The Druid Zodiac

[Disclaimer: while I am a linguist, I am not an expert on Celtic languages (ancient or modern), and I cannot vouch for the translations offered below. Most of the information in this article comes from the book The Lost Zodiac of the Druids by Gregory Clouter, and it should be noted that the views and translations in the book are not those entertained by most scholars.]

That the ancient druids practiced astronomy and astrology is beyond doubt. It would be amazing if they did not, since practically all ancient cultures did. But beyond that, their astronomical knowledge is specifically cited by many of the Roman, Greek and Irish authors that describe them; and there are even a few archaeological finds that suggest it.

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Primary among these is the Coligny calendar, discovered as little more than a pile of bronze fragments in 1897 — most likely smashed by Roman authorities during the suppression of druidic practice — and painstakingly restored piece by piece. Less than half of the calendar remains, but there is enough to clearly see a beautiful time-keeping system that aligned the sun and moon into a single calendar, and listed dozens of holidays, rituals, celebrations, and the like.

But if Gregory Clouter (The Lost Zodiac of the Druids, 2003) is right, the Gundestrup Cauldron puts the Coligny calendar to shame.

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On Emotional Violence

This article is a sequel to On Physical Violence, and carries forward a lot of its themes.  However, I think a lot of the issues around emotional violence are less clear cut, and so the intent of this article is much more speculative and investigative.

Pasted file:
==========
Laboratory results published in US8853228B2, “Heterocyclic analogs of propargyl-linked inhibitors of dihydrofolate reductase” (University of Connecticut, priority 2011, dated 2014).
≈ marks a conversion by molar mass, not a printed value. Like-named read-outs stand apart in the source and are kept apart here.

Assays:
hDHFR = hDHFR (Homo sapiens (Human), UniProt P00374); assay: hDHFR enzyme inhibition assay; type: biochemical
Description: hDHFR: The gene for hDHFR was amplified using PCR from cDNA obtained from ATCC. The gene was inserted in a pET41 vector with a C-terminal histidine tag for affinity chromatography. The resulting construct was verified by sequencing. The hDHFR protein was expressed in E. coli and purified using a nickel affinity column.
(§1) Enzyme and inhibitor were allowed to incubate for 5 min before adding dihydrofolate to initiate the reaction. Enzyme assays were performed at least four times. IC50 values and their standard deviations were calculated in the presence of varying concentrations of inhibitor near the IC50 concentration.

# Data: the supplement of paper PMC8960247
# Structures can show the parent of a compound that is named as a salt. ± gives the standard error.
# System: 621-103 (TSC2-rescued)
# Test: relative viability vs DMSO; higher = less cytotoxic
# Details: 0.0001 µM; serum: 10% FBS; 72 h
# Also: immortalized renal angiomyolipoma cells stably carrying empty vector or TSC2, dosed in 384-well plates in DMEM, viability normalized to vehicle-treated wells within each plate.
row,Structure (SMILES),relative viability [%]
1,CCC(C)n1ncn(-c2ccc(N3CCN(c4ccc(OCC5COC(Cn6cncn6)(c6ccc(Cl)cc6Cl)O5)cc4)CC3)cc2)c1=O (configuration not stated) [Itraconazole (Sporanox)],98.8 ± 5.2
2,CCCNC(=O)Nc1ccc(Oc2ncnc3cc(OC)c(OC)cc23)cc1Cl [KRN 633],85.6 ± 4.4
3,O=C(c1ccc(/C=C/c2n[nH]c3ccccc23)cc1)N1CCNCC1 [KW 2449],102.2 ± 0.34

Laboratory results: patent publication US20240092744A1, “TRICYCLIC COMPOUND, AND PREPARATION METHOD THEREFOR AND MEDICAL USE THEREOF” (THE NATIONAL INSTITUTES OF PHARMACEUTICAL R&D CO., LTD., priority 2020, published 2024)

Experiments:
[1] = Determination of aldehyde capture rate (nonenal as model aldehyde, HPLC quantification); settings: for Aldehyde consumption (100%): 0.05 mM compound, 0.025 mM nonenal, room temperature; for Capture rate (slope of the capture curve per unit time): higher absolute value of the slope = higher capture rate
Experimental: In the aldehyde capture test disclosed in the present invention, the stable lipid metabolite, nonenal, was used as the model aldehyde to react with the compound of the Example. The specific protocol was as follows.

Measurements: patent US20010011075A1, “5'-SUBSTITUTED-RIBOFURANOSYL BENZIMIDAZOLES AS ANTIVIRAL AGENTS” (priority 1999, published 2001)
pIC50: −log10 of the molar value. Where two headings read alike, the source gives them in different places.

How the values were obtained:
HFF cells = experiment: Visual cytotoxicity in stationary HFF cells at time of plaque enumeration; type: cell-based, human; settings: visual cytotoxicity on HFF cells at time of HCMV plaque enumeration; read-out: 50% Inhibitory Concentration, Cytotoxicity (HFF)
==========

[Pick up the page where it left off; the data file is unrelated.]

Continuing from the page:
What is Emotional Violence?

Some examples of emotional violence are:

  • making threats
  • trying to incite feelings of guilt or inadequacy
  • constant non-constructive criticism
  • isolation
  • intentional public embarrassment

ire430cWhat do these actions have in common?  They are intentional, and they are an attempt to elicit an emotion; and furthermore, the emotion is an unpleasant one.

However, I don’t think the unpleasantness of the emotion is the defining characteristic here.  If you’re in a bad mood, and some horribly cheerful person comes up to you and tries to cheer you up, I think this falls under emotional violence as well — not as severe, certainly, but nevertheless unwelcome.  I suggest that emotional violence be defined as intentional elicitation of undesired emotion.

In other words, emotional violence is what is commonly called emotional manipulation, but with the addendum that the manipulation be toward emotions that are not wanted by the victim.

Does this correspond in any way to physical violence?

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